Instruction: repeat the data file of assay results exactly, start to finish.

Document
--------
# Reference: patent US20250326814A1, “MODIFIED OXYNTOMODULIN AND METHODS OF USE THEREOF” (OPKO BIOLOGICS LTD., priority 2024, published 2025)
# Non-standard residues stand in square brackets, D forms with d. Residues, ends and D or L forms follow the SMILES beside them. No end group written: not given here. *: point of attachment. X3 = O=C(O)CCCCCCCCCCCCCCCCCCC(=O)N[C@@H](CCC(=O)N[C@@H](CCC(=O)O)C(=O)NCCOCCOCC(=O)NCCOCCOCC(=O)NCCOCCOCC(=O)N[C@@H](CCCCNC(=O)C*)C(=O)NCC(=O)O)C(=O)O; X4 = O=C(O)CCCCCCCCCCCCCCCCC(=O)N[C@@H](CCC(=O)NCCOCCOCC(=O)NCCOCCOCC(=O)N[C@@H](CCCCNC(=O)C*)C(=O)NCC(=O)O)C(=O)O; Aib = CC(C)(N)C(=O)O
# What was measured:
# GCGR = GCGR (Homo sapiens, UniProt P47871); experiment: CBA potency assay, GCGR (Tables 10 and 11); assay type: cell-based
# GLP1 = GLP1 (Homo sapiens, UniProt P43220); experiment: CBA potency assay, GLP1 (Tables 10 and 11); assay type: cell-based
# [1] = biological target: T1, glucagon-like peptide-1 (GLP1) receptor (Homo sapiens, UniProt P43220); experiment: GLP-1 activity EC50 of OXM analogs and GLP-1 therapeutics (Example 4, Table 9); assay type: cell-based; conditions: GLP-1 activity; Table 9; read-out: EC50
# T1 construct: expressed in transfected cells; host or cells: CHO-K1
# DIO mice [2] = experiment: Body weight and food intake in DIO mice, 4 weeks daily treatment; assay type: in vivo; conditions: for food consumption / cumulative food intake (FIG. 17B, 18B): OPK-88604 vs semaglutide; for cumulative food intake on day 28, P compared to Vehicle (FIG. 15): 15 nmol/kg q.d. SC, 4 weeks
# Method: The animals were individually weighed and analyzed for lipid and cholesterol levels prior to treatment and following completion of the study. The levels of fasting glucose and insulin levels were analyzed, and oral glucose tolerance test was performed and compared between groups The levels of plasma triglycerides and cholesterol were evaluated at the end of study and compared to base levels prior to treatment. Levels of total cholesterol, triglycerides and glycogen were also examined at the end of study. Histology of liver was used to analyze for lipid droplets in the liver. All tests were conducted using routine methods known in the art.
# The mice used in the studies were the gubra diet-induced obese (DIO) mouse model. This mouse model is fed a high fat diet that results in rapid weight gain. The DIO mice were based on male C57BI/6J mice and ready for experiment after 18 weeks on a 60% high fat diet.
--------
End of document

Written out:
# Reference: patent US20250326814A1, “MODIFIED OXYNTOMODULIN AND METHODS OF USE THEREOF” (OPKO BIOLOGICS LTD., priority 2024, published 2025)
# Non-standard residues stand in square brackets, D forms with d. Residues, ends and D or L forms follow the SMILES beside them. No end group written: not given here. *: point of attachment. X3 = O=C(O)CCCCCCCCCCCCCCCCCCC(=O)N[C@@H](CCC(=O)N[C@@H](CCC(=O)O)C(=O)NCCOCCOCC(=O)NCCOCCOCC(=O)NCCOCCOCC(=O)N[C@@H](CCCCNC(=O)C*)C(=O)NCC(=O)O)C(=O)O; X4 = O=C(O)CCCCCCCCCCCCCCCCC(=O)N[C@@H](CCC(=O)NCCOCCOCC(=O)NCCOCCOCC(=O)N[C@@H](CCCCNC(=O)C*)C(=O)NCC(=O)O)C(=O)O; Aib = CC(C)(N)C(=O)O
# What was measured:
# GCGR = GCGR (Homo sapiens, UniProt P47871); experiment: CBA potency assay, GCGR (Tables 10 and 11); assay type: cell-based
# GLP1 = GLP1 (Homo sapiens, UniProt P43220); experiment: CBA potency assay, GLP1 (Tables 10 and 11); assay type: cell-based
# [1] = biological target: T1, glucagon-like peptide-1 (GLP1) receptor (Homo sapiens, UniProt P43220); experiment: GLP-1 activity EC50 of OXM analogs and GLP-1 therapeutics (Example 4, Table 9); assay type: cell-based; conditions: GLP-1 activity; Table 9; read-out: EC50
# T1 construct: expressed in transfected cells; host or cells: CHO-K1
# DIO mice [2] = experiment: Body weight and food intake in DIO mice, 4 weeks daily treatment; assay type: in vivo; conditions: for food consumption / cumulative food intake (FIG. 17B, 18B): OPK-88604 vs semaglutide; for cumulative food intake on day 28, P compared to Vehicle (FIG. 15): 15 nmol/kg q.d. SC, 4 weeks
# Method: The animals were individually weighed and analyzed for lipid and cholesterol levels prior to treatment and following completion of the study. The levels of fasting glucose and insulin levels were analyzed, and oral glucose tolerance test was performed and compared between groups The levels of plasma triglycerides and cholesterol were evaluated at the end of study and compared to base levels prior to treatment. Levels of total cholesterol, triglycerides and glycogen were also examined at the end of study. Histology of liver was used to analyze for lipid droplets in the liver. All tests were conducted using routine methods known in the art.
# The mice used in the studies were the gubra diet-induced obese (DIO) mouse model. This mouse model is fed a high fat diet that results in rapid weight gain. The DIO mice were based on male C57BI/6J mice and ready for experiment after 18 weeks on a 60% high fat diet.